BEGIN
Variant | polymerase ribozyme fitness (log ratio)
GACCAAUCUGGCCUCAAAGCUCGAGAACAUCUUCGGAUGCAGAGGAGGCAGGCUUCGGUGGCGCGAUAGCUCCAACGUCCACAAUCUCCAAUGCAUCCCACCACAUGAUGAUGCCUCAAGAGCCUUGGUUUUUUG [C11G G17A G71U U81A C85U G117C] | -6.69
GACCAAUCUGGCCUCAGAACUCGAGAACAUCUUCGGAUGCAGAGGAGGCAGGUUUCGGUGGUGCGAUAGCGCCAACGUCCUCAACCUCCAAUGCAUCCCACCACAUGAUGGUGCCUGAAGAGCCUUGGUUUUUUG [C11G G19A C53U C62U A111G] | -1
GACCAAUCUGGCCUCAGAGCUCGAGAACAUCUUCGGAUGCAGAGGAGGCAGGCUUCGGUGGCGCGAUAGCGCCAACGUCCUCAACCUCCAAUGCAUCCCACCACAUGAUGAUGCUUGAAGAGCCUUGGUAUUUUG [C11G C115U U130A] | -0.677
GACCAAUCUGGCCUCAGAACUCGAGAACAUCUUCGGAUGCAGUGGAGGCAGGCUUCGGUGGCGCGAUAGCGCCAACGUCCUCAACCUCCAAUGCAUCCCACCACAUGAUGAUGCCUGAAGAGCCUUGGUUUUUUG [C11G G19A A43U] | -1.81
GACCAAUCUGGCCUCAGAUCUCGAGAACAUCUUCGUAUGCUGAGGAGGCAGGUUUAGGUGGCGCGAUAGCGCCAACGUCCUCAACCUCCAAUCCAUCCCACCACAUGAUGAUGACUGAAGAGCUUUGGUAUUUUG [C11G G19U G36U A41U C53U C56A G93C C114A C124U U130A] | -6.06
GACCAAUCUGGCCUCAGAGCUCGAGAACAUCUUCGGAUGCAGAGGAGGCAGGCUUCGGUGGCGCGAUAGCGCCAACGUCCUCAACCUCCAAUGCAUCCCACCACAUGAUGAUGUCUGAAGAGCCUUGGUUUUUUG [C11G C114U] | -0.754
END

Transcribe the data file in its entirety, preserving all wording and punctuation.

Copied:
Variant | polymerase ribozyme fitness (log ratio)
GACCAAUCUGGCCUCAAAGCUCGAGAACAUCUUCGGAUGCAGAGGAGGCAGGCUUCGGUGGCGCGAUAGCUCCAACGUCCACAAUCUCCAAUGCAUCCCACCACAUGAUGAUGCCUCAAGAGCCUUGGUUUUUUG [C11G G17A G71U U81A C85U G117C] | -6.69
GACCAAUCUGGCCUCAGAACUCGAGAACAUCUUCGGAUGCAGAGGAGGCAGGUUUCGGUGGUGCGAUAGCGCCAACGUCCUCAACCUCCAAUGCAUCCCACCACAUGAUGGUGCCUGAAGAGCCUUGGUUUUUUG [C11G G19A C53U C62U A111G] | -1
GACCAAUCUGGCCUCAGAGCUCGAGAACAUCUUCGGAUGCAGAGGAGGCAGGCUUCGGUGGCGCGAUAGCGCCAACGUCCUCAACCUCCAAUGCAUCCCACCACAUGAUGAUGCUUGAAGAGCCUUGGUAUUUUG [C11G C115U U130A] | -0.677
GACCAAUCUGGCCUCAGAACUCGAGAACAUCUUCGGAUGCAGUGGAGGCAGGCUUCGGUGGCGCGAUAGCGCCAACGUCCUCAACCUCCAAUGCAUCCCACCACAUGAUGAUGCCUGAAGAGCCUUGGUUUUUUG [C11G G19A A43U] | -1.81
GACCAAUCUGGCCUCAGAUCUCGAGAACAUCUUCGUAUGCUGAGGAGGCAGGUUUAGGUGGCGCGAUAGCGCCAACGUCCUCAACCUCCAAUCCAUCCCACCACAUGAUGAUGACUGAAGAGCUUUGGUAUUUUG [C11G G19U G36U A41U C53U C56A G93C C114A C124U U130A] | -6.06
GACCAAUCUGGCCUCAGAGCUCGAGAACAUCUUCGGAUGCAGAGGAGGCAGGCUUCGGUGGCGCGAUAGCGCCAACGUCCUCAACCUCCAAUGCAUCCCACCACAUGAUGAUGUCUGAAGAGCCUUGGUUUUUUG [C11G C114U] | -0.754